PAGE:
By Daisy Chow, tablehopper editorial assistant.
For years, a number of city-owned lots along the path of the former Central Freeway in Hayes Valley have languished behind chain-link fences and stalled development plans. Envelope Architecture + Design’s PROXY project will put two of those lots to use as a temporary, mixed-use commercial/community center, with businesses setting up shop in remodeled shipping containers. Look for an April 1st opening (no joke) or thereabouts for Smitten Ice Cream, to be followed by Ritual Coffee Roasters, Biergarten by Suppenküche, 4505 Meats, and Pizzeria Delfina, though not all at once. Hardhat columnist Erin Archuleta gathered details about Proxy from Douglas Burnham, principal and founder of the Oakland-based Envelope.
The two-block Proxy complex will be built out of sturdy yet ultimately mobile shipping containers, modified, outfitted, and some stacked to accommodate the above-mentioned restaurants and food vendors, plus retail shops, an art gallery, and communal spaces. Located on the eastern side of Octavia, between Fell and Hayes, Proxy aims to be an urban playground of sorts, the kind of place where commerce and community will intersect and thrive together, even if only for the three or four years the city has agreed to lease the lots.
The pop-up art gallery will feature a different, local curator’s or artist’s exhibition each quarter over 13 quarters. The space for retail vendors will be containers that are very open, literally opening up to the street with 20-foot-long roll up doors and overhanging roof elements that will have customers feeling like they’re inside and outside. (The used shipping containers are cut in half from their original 40-foot length to make them more portable.)
When it’s fully completed, Proxy will remain in a state of flux with a space for rotating, temporary food vendors—like visiting chefs, or young chefs who are starting out on their own—to come in and open a short-term location, be it for one night, a weekend, or a couple of weeks. It’s part of what Douglas calls the “flexible urbanism” that Proxy represents.
They aren’t hiding the look of the shipping containers, but expect to see a lot of glass, a move that Douglas thinks will attenuate the “macho” exteriors of the containers while at the same time reducing the solid mass of the containers down to the steel frames. Glass also allows passersby a view into the workings of each business.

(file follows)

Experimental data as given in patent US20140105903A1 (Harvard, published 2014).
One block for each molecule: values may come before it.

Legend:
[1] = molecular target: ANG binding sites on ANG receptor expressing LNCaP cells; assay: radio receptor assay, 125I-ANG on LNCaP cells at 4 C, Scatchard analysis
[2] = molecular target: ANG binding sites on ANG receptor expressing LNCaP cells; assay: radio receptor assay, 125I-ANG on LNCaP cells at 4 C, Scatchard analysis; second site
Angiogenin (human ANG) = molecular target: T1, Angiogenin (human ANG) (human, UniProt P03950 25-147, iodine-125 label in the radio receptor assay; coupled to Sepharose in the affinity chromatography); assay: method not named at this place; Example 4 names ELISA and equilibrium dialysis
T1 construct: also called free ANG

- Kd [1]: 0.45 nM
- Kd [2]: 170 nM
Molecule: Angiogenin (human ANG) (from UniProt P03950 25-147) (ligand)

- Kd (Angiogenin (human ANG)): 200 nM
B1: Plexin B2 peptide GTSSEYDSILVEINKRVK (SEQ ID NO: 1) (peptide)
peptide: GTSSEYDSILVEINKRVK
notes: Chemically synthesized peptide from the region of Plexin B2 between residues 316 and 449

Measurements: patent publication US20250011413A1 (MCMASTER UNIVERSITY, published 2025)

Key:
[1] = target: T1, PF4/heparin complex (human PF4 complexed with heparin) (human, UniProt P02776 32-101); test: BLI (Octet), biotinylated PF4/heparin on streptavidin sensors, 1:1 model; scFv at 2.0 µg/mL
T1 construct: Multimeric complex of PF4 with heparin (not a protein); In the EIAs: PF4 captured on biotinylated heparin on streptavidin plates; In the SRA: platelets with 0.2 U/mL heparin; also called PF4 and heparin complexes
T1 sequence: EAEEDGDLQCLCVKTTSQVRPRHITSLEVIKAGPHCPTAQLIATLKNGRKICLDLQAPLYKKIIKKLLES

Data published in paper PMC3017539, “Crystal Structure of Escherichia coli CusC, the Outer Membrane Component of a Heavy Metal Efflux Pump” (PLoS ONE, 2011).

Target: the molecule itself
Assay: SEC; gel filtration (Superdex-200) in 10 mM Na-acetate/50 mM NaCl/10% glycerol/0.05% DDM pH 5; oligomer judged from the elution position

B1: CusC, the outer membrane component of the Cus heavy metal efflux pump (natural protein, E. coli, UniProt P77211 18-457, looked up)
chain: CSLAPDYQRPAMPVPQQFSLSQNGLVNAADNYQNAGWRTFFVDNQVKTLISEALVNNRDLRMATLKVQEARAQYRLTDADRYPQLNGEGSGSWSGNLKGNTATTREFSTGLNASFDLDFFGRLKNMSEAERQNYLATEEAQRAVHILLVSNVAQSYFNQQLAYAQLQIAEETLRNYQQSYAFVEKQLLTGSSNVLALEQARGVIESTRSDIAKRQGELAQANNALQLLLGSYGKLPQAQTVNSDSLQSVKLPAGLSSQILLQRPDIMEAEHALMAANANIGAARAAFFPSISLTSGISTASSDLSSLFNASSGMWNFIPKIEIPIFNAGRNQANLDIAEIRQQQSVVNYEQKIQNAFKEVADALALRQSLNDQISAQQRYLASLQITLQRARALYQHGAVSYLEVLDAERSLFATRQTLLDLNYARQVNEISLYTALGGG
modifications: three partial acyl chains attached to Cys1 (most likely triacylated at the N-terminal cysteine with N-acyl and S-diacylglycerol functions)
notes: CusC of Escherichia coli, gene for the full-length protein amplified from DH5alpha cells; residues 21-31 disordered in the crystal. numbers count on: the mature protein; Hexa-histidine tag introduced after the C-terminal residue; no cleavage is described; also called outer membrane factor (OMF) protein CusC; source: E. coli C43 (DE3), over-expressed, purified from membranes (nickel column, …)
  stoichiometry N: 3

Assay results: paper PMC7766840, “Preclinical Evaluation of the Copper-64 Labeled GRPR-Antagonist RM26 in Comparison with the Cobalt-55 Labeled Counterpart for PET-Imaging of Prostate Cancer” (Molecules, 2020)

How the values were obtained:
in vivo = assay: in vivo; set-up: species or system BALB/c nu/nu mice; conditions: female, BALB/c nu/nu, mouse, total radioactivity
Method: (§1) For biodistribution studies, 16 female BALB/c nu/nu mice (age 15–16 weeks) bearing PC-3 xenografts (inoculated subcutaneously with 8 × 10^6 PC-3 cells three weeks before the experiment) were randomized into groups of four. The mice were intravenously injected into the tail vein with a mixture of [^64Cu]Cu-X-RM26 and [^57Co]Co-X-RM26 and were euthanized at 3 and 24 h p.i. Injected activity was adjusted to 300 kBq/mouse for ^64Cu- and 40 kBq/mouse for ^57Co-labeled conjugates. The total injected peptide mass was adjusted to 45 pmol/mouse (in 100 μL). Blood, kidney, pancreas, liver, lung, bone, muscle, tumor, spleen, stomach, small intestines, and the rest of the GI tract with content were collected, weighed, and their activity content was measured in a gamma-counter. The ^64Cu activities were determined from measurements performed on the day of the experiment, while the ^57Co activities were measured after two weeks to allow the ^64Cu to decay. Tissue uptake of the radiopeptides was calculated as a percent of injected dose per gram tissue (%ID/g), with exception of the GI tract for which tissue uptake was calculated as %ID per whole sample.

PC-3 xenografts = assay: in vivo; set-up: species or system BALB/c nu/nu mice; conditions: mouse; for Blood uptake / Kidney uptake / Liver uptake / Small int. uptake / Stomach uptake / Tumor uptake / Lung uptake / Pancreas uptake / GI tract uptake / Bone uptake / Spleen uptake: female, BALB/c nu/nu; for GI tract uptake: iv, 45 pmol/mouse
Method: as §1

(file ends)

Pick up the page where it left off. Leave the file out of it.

Because the containers are made of steel, which as a building material acts to intensify heat and cold, all the interiors will be lined with a shallow thickness of wood to form a cavity with closed cell insulation. This will create a thermal break so the containers are not hot boxes in the summer and freezer boxes in the winter with unbearable temperature swings.
After navigating a maze of permits and inspections and having to meet the rigors of a building code designed for more permanent buildings of say, 25 to 100 years, rain and other complications continued to slow down construction progress, with groundwork finally starting January 19th (the Board of Supervisors had voted to grant the lease in September 2009). As of Tuesday March 1st, the first of the remodeled shipping containers were placed atop their concrete slabs by crane.
Smitten by ice cream.
Those first two containers belong to Smitten Ice Cream, slated to be the first business to move into the Proxy complex. Robyn Sue Goldman started Smitten four years ago with an idea for a liquid nitrogen ice cream machine, then two years later took her concept to the streets on a Radio Flyer wagon. Popularity followed instantly. Joined by pastry chef/recipe developer Robyn Lyn Lenzi, and lawyer-turned-“chef de shoppe” Andrew Shaw, the Robyn Sue and the Smitten team will make scoops to order from scratch. Yeah, you heard that right, ice cream, made to order, from scratch—with none of the unpronounceable ingredients in commercial products that muddle up the true flavor of ice cream.
Smitten’s concept for Proxy is to have a walk-up ice cream bar with four Kelvins in place (yes, the ice cream machines have a name) so they can offer four flavors at once, flavors that will change weekly depending on the fruits and vegetables that are fresh, local, and seasonal at the moment. Customers will get some customization choices like hot pepper or cinnamon with flavors like vanilla or chocolate, but other carefully fine-tuned, specialty flavors will be offered only as intended, such as Meyer lemon gingersnap or vanilla quince with nut streusel. In keeping with the community-minded Proxy itself, Smitten is open to flavor ideas from the community and have a suggestion box on their website. If your flavor gets made, there may be some free ice cream in your future.